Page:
Remember back in the Bush years when the left deemed dissent to be the most glorious form of patriotism? As every conservative knew, that allegedly principled belief was contingent upon a Republican serving as president.
Once a Democrat returned to the White House, this ardent trumpeting of dissent as humanity's highest calling oddly began falling into disrepute, as to be expected whenever cults of personality take hold around leaders of dubious strength. (Audio after the jump)
Textbook example of this -- Ed Schultz on his radio show March 17 when he vilified Republican Mike Rogers, chairman of the House Intelligence Committee, for daring to suggest that Russian president Vladimir Putin has the "upper hand" in the crisis over Ukraine -- after Schultz said essentially the same thing.
Here's an audio clip of Schultz at his bellicose, incoherent worst (audio) --
The president came out this morning, now that they have taken a vote in Crimea. And I don't know if this is a hot-button issue with the American people or not. But something tells me that Putin is not going to stop with his activities in dealing with the Ukraine. And he's going to exert his power and his influence and his military movements until President Obama really does something about it.
Is it a stretch to paraphrase Schultz as saying that Putin is in a position of strength and has the upper hand? Sure sounds like what Schultz is saying. Schultz then goes on --
So the president now, and you can talk about whether he's in a strength of position or not (presumably Schultz meant "position of strength" -- again, coherence isn't the man's strong suit)
Got that? "You can talk" about this, it's OK, fair game -- unless there's an R after your name. Then if you talk about it, you're a traitor --
I'm really struggling with this guy Rogers who is a representative from Michigan who's a righty who sits on the House Intel and is out there Monday-morning quarterbacking saying that Putin is in a position of strength -- you SOB! Can I ask you a question -- whose side are you on?!
Same side as you, Ed, at least based on what you said all of 10 seconds earlier ... Something tells me that Putin is not going to stop with his activities in dealing with the Ukraine and he's going to exert his power and his influence and his military movements until President Obama really does something about it .... Gasp! You SOB! Suggesting that Putin has the advantage, at least until Obama "really" does something. (Not just "does something," mind you, but "really does something -- that'll show the Russkies!)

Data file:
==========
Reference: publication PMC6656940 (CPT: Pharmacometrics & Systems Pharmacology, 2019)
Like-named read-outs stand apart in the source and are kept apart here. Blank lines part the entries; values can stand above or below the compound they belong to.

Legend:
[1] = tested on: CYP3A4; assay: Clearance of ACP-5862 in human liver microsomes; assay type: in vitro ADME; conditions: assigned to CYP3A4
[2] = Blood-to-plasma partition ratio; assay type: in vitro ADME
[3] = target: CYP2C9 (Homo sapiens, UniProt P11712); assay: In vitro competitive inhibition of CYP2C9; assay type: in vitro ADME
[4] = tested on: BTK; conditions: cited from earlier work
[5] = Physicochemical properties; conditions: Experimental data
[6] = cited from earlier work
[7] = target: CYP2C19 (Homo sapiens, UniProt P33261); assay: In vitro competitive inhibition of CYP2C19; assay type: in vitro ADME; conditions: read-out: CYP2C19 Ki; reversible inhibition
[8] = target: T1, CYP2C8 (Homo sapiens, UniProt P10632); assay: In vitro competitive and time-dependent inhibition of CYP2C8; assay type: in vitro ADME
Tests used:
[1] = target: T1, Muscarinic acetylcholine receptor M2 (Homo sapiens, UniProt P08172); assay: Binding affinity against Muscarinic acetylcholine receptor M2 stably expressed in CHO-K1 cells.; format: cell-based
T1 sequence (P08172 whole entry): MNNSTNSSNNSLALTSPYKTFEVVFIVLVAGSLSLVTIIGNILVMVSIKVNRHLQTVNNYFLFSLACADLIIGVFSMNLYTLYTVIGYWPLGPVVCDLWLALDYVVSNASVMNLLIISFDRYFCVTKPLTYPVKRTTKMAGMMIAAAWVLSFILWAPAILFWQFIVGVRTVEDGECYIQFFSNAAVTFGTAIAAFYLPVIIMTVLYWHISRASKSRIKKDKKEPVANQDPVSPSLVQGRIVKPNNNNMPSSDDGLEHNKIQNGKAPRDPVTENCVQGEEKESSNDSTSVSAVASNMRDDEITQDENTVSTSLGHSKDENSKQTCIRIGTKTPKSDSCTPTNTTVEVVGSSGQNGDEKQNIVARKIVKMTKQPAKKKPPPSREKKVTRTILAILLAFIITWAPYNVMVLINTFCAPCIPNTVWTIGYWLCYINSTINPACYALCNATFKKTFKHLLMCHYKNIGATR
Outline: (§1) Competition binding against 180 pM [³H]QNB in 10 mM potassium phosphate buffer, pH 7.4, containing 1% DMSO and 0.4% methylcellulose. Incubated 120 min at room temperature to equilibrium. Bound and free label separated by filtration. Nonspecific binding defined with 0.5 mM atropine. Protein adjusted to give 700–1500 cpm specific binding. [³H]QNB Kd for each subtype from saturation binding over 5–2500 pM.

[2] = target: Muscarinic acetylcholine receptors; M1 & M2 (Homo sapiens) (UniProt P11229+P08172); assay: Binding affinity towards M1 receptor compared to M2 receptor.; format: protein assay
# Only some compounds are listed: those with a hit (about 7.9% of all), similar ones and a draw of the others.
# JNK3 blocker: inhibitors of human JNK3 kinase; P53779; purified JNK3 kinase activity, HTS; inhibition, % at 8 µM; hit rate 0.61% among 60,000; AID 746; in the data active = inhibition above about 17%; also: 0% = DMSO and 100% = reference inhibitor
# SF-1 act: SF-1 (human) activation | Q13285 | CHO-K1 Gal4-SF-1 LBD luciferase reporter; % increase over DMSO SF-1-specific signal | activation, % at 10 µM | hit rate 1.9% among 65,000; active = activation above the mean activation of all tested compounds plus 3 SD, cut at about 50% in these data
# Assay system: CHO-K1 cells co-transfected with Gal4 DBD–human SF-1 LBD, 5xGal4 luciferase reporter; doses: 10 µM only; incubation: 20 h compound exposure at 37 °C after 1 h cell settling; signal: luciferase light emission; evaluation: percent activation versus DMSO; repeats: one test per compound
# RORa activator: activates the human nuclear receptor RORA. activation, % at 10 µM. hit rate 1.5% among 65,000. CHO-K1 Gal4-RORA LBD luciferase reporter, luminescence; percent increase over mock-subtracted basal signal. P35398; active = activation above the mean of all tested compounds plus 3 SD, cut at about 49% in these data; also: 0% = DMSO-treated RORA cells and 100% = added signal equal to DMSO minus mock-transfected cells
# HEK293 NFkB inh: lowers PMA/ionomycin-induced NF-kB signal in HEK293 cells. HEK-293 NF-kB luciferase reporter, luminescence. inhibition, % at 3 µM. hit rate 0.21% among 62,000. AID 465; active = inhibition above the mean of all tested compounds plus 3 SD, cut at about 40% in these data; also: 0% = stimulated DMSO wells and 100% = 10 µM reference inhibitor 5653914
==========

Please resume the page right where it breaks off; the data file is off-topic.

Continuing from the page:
The idiocy kept coming --
And it just bothers me! (Then again, so many things do). And I think it bothers Americans. Why do we have to have all this partisan bickering when it comes to the potential of an international crisis? The president of the United States isn't going away anywhere, OK? (Wha ...?) So you might as well get on board as best freakin' possible to work through the situation! But to tell the American people that Putin is in a position of strength right now, I don't know what good that does!
Then stop doing it, Ed!
Don't you love it when a liberal whines about "partisan bickering" if a Democrat in the White House faces the "potential" for an international crisis? As I recall, liberals were more than willing to engage in "partisan bickering" after we were hit on 9/11 and a Republican was president. True, there was that fleeting period of national unity, lasting all of a month, ending roughly with passage of the Patriot Act and the bombs falling in Afghanistan.
"Partisan bickering" reached the point of Democrats nominating a presidential nominee in 2004 who was for the war in Iraq before he was against it (much as John Kerry did during the Vietnam War), followed by Democrats picking a presidential nominee in 2008 whose candidacy was based mainly on his opposition to the war in Iraq, a war that other Democrats running for president that year belatedly decided they opposed after initially supporting. (Anyone else see a pattern here?)
Democrat candidates for president in 2008 had no choice, though, since the most active members of their party, those who would choose the presidential nominee, had deluded themselves into believing that George W. Bush was a bigger war criminal than Saddam Hussein. And that brand of lunacy was reached only after lots and lots of "partisan bickering" at a time when liberals considered it unpatriotic if you did not engage in it. Now, as far as Ed Schultz is concerned, it's "freakin" unpatriotic if you do.